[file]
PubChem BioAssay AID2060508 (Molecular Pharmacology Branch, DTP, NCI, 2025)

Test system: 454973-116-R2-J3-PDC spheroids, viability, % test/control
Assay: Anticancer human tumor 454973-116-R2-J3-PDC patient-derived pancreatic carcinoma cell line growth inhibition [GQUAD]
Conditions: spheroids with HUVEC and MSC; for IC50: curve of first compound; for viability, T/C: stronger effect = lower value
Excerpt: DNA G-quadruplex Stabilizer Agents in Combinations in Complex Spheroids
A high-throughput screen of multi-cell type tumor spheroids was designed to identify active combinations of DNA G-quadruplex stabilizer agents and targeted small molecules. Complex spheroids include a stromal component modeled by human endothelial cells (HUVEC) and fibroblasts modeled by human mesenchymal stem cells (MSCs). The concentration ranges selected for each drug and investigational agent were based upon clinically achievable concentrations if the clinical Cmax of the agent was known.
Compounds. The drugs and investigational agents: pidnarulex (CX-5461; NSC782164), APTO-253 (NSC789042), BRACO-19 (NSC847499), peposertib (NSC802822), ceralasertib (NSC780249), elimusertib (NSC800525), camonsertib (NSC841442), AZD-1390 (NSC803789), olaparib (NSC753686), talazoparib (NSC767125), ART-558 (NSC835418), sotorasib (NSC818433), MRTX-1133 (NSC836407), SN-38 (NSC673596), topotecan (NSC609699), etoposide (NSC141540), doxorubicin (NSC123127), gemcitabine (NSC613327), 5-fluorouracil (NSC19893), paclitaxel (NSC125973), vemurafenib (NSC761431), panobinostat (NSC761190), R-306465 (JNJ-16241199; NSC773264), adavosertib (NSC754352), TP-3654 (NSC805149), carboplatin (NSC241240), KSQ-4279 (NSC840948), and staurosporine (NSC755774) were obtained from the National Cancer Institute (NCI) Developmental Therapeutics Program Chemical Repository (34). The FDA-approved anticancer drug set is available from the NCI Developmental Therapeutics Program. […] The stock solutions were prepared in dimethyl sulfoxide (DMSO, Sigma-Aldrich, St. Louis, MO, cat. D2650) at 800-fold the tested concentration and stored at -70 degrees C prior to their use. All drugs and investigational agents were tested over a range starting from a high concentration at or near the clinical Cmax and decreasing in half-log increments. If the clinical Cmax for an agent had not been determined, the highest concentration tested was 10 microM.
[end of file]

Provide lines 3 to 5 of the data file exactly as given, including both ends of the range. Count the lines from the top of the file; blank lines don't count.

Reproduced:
Assay: Anticancer human tumor 454973-116-R2-J3-PDC patient-derived pancreatic carcinoma cell line growth inhibition [GQUAD]
Conditions: spheroids with HUVEC and MSC; for IC50: curve of first compound; for viability, T/C: stronger effect = lower value
Excerpt: DNA G-quadruplex Stabilizer Agents in Combinations in Complex Spheroids